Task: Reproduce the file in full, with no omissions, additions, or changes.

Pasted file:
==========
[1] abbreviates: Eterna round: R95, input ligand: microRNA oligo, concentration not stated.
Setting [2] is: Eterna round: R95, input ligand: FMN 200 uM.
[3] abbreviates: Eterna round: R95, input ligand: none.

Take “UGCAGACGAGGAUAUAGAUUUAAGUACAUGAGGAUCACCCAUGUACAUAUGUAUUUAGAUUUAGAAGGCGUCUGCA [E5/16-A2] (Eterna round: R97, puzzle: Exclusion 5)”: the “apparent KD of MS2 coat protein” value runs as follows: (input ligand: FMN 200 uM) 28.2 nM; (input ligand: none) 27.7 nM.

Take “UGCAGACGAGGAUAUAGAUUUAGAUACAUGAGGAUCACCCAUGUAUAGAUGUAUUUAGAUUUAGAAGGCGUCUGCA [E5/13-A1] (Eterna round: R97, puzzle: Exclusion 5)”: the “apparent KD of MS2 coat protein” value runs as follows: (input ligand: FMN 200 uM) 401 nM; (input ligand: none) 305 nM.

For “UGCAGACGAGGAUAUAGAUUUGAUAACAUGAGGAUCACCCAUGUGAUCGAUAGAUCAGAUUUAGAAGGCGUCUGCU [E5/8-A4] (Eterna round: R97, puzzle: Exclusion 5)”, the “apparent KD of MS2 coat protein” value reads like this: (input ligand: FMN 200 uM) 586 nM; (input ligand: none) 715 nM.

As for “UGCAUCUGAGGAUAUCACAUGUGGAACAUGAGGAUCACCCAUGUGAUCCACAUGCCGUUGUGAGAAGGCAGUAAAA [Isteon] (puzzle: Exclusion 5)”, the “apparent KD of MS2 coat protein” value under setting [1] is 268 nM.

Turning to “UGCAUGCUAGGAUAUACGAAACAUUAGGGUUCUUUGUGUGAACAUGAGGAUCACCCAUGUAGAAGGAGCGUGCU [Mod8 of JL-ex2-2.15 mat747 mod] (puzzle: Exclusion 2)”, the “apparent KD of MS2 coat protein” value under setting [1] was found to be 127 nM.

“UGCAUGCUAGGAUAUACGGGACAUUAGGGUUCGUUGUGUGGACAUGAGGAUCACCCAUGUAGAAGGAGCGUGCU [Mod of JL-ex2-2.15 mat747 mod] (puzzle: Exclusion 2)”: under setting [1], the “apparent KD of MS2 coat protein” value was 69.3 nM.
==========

[1] abbreviates: Eterna round: R95, input ligand: microRNA oligo, concentration not stated.
Setting [2] is: Eterna round: R95, input ligand: FMN 200 uM.
[3] abbreviates: Eterna round: R95, input ligand: none.

Take “UGCAGACGAGGAUAUAGAUUUAAGUACAUGAGGAUCACCCAUGUACAUAUGUAUUUAGAUUUAGAAGGCGUCUGCA [E5/16-A2] (Eterna round: R97, puzzle: Exclusion 5)”: the “apparent KD of MS2 coat protein” value runs as follows: (input ligand: FMN 200 uM) 28.2 nM; (input ligand: none) 27.7 nM.

Take “UGCAGACGAGGAUAUAGAUUUAGAUACAUGAGGAUCACCCAUGUAUAGAUGUAUUUAGAUUUAGAAGGCGUCUGCA [E5/13-A1] (Eterna round: R97, puzzle: Exclusion 5)”: the “apparent KD of MS2 coat protein” value runs as follows: (input ligand: FMN 200 uM) 401 nM; (input ligand: none) 305 nM.

For “UGCAGACGAGGAUAUAGAUUUGAUAACAUGAGGAUCACCCAUGUGAUCGAUAGAUCAGAUUUAGAAGGCGUCUGCU [E5/8-A4] (Eterna round: R97, puzzle: Exclusion 5)”, the “apparent KD of MS2 coat protein” value reads like this: (input ligand: FMN 200 uM) 586 nM; (input ligand: none) 715 nM.

As for “UGCAUCUGAGGAUAUCACAUGUGGAACAUGAGGAUCACCCAUGUGAUCCACAUGCCGUUGUGAGAAGGCAGUAAAA [Isteon] (puzzle: Exclusion 5)”, the “apparent KD of MS2 coat protein” value under setting [1] is 268 nM.

Turning to “UGCAUGCUAGGAUAUACGAAACAUUAGGGUUCUUUGUGUGAACAUGAGGAUCACCCAUGUAGAAGGAGCGUGCU [Mod8 of JL-ex2-2.15 mat747 mod] (puzzle: Exclusion 2)”, the “apparent KD of MS2 coat protein” value under setting [1] was found to be 127 nM.

“UGCAUGCUAGGAUAUACGGGACAUUAGGGUUCGUUGUGUGGACAUGAGGAUCACCCAUGUAGAAGGAGCGUGCU [Mod of JL-ex2-2.15 mat747 mod] (puzzle: Exclusion 2)”: under setting [1], the “apparent KD of MS2 coat protein” value was 69.3 nM.